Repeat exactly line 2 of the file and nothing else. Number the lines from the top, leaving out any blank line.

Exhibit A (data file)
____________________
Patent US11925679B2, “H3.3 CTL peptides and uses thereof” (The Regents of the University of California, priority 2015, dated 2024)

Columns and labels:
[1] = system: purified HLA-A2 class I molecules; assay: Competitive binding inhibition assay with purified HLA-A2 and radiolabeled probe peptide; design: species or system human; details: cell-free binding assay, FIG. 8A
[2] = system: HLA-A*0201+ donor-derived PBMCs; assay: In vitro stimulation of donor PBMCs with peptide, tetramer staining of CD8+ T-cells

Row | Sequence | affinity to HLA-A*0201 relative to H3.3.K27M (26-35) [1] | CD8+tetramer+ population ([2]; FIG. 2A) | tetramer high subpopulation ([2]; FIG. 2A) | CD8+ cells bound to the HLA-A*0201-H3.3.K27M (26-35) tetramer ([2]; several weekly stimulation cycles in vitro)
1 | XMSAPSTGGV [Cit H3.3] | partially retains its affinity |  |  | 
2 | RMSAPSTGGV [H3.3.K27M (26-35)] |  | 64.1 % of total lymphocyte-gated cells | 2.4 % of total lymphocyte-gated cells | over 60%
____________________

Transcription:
Columns and labels: